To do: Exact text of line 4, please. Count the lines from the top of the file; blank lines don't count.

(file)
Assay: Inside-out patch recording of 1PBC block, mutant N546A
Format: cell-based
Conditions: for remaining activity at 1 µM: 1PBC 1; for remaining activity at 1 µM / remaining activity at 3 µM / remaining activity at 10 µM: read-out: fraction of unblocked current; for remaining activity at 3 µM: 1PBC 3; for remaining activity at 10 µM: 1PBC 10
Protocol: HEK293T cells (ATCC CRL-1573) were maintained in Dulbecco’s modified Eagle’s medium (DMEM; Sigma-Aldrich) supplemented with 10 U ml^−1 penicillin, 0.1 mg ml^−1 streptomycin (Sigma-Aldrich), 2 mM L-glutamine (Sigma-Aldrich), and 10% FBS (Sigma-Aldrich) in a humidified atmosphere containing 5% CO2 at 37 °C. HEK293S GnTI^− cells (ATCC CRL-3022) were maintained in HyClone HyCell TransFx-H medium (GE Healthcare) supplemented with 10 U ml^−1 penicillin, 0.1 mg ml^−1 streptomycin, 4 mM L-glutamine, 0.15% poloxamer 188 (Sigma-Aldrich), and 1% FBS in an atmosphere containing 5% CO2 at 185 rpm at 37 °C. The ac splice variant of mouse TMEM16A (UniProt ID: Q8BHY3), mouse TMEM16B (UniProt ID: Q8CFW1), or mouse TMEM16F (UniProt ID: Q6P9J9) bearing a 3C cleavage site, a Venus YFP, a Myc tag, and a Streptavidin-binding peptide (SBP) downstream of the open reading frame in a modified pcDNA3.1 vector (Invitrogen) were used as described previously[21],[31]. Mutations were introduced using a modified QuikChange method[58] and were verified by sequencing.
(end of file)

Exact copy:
Protocol: HEK293T cells (ATCC CRL-1573) were maintained in Dulbecco’s modified Eagle’s medium (DMEM; Sigma-Aldrich) supplemented with 10 U ml^−1 penicillin, 0.1 mg ml^−1 streptomycin (Sigma-Aldrich), 2 mM L-glutamine (Sigma-Aldrich), and 10% FBS (Sigma-Aldrich) in a humidified atmosphere containing 5% CO2 at 37 °C. HEK293S GnTI^− cells (ATCC CRL-3022) were maintained in HyClone HyCell TransFx-H medium (GE Healthcare) supplemented with 10 U ml^−1 penicillin, 0.1 mg ml^−1 streptomycin, 4 mM L-glutamine, 0.15% poloxamer 188 (Sigma-Aldrich), and 1% FBS in an atmosphere containing 5% CO2 at 185 rpm at 37 °C. The ac splice variant of mouse TMEM16A (UniProt ID: Q8BHY3), mouse TMEM16B (UniProt ID: Q8CFW1), or mouse TMEM16F (UniProt ID: Q6P9J9) bearing a 3C cleavage site, a Venus YFP, a Myc tag, and a Streptavidin-binding peptide (SBP) downstream of the open reading frame in a modified pcDNA3.1 vector (Invitrogen) were used as described previously[21],[31]. Mutations were introduced using a modified QuikChange method[58] and were verified by sequencing.